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G G Parikh’s ‘something for Yusuf’, brings Meherally to life[continued]

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Back in the fifties, this process was already apparent to young Dr G G Parikh. Yes, he believed - as he does still- that the prevailing order must be constantly questioned and changed, but in the while, constructive work was necessary. One cannot sit and wait for that moment that will change everything. He began his medical practice at Grant Road and attended to the poor free. He responded to JP's call in the mid-1970s for a 'Total Revolution' and was jailed when Indira Gandhi perceived an 'Emergency' closing in on her. He campaigned for socialists he respected, in electoral politics.

But all that seemed too little. That's when G.G. heard afresh, what JP had been urging socialist friends for years: "We must do something for Yusuf". How quickly this fine fighter for a just India had been forgotten by the media and the establishment.

One time was not enough:

In 1961, G.G. started the Yusuf Meherally Study Centre in one room in Bombay. It was somewhere for socialist loyals to meet and discuss ideas. In such a meeting, someone suggested a one-day medical camp at Tara near Panvel. It seemed so do-able as G.G. himself was a doctor.

That camp opened G.G.'s eyes to a rural India that Gandhi was always focused on. "300 people came to that one day camp in 1967, looking for medical help. Most of the needs were trivial and yet they were not ever available before we came," he says. There was no way they could wind up and walk away. G.G. kept coming back every Sunday and soon Mangla joined him. As problems of rural life revealed themselves to the Parikhs and they responded to them, Yusuf's spirit settled at Tara.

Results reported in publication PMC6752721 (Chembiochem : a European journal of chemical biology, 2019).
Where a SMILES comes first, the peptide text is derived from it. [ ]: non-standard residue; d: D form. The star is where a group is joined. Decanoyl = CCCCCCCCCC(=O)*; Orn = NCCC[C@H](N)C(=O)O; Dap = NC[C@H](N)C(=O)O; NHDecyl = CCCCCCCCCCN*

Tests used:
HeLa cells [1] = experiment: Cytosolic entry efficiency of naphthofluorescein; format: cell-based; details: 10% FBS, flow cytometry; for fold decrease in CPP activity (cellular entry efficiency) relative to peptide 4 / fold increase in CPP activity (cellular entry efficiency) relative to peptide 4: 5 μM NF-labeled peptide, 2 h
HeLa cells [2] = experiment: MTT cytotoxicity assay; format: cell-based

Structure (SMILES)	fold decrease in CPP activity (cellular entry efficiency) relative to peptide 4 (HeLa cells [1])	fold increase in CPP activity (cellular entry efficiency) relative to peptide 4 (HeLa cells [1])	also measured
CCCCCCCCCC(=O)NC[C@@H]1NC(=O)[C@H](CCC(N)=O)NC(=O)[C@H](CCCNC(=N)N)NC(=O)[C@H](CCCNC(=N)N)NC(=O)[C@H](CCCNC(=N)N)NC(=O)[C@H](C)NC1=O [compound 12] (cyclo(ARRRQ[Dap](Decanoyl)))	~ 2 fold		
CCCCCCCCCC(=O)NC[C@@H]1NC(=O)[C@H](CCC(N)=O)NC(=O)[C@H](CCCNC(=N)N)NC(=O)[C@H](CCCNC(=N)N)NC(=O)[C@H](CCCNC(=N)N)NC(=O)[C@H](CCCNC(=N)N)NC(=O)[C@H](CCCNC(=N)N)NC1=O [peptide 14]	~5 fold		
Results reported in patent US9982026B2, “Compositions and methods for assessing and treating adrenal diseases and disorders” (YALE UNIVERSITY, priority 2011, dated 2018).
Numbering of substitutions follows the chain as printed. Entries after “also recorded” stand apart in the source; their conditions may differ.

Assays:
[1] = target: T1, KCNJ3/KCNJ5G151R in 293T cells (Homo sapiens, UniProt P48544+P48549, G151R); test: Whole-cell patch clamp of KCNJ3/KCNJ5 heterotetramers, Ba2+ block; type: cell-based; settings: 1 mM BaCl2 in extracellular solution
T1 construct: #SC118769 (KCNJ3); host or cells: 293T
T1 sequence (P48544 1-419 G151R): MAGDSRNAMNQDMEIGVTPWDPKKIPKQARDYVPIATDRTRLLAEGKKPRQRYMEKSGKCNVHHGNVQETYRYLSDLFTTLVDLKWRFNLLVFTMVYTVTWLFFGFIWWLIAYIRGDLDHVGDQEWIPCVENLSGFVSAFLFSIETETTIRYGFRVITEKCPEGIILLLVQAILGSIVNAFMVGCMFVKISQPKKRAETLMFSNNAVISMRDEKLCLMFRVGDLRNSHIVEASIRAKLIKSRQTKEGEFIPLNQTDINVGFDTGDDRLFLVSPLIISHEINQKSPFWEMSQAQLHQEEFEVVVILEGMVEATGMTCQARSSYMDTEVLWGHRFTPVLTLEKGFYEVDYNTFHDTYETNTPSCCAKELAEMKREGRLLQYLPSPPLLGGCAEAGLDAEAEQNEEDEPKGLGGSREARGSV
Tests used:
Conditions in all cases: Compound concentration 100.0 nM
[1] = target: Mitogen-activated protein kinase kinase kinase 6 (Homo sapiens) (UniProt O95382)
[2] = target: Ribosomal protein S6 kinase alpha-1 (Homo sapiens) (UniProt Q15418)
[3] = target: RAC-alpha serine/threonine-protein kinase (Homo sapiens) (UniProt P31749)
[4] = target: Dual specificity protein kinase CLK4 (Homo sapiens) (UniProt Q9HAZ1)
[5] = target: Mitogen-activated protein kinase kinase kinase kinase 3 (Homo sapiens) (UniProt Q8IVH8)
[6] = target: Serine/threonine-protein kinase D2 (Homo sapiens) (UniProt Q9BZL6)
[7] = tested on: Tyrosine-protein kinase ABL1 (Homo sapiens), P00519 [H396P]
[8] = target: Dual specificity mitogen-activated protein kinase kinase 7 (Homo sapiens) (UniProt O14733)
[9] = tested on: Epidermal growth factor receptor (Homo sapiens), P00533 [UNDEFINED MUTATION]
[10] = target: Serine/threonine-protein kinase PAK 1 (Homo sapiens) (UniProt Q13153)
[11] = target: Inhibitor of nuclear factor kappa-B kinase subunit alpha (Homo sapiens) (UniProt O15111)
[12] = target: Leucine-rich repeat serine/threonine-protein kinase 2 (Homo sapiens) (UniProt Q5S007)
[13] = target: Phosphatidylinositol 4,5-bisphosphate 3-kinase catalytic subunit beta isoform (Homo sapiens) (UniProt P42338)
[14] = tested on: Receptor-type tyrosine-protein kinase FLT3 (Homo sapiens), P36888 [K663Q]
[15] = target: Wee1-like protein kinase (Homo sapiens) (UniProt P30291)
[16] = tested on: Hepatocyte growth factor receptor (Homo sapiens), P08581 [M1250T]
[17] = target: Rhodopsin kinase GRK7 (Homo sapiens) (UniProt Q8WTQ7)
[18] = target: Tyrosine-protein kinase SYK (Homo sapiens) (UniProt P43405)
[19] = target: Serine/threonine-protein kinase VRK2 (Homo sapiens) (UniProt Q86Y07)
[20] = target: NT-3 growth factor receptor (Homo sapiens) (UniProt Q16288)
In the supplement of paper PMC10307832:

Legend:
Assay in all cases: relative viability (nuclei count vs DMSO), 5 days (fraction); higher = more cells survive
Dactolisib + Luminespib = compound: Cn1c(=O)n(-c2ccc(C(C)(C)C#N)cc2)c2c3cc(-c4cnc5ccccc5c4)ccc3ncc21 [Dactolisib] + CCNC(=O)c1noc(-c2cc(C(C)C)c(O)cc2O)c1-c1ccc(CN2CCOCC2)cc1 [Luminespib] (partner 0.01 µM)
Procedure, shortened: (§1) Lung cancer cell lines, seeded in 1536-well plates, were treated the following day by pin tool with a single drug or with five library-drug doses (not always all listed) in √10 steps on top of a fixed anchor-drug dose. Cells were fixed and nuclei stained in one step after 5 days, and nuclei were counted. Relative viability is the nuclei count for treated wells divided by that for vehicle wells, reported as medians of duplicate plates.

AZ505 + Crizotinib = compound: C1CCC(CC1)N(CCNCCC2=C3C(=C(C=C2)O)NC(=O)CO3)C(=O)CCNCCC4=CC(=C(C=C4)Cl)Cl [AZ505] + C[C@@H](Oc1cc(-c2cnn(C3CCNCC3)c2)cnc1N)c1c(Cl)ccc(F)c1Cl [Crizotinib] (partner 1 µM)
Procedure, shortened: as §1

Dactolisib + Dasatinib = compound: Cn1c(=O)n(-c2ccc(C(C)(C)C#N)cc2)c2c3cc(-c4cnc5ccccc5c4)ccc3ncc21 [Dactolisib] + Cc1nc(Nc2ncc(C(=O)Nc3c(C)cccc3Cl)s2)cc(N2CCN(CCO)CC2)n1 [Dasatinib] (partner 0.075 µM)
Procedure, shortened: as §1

Since that day in 1967, the Yusuf Meherally Centre, has come to sit on a 150 acre campus and is the hub of activities for 20 villages around it. Villagers are mostly of the Katkari tribe whose women have suffered due to abandonment and alcoholism amongst its men. Children have been denied education -and therefore, opportunities. Cash income was non-existent.

The most obvious solutions came first: a medical centre, a 30 bed hospital, women's support and thrift groups, micro production activities like oil milling, soap making, food processing etc and then of course the large school that we began this story with. Money has been forthcoming with moderate effort. "There is no lack of money in India when your work is transparent and results are obvious," says G.G.. He has raised close to Rs 1 crore every year for 20 years now,-most of it Indian- with which to develop the centre.

There are unobvious surprises as well at the Centre. An association with Shripad Dabholkar led to a pilot 10 Guntha Project run by Deepak Suchde. If proven, this can revolutionise food production in marginal lands. Then there is the G.G. dream to reinvent the Khadi movement to transform rural economy. The Centre also rallies every time there is a major disaster - from the East Pakistan refugee crisis of 1970 to the tsunami of 2004.

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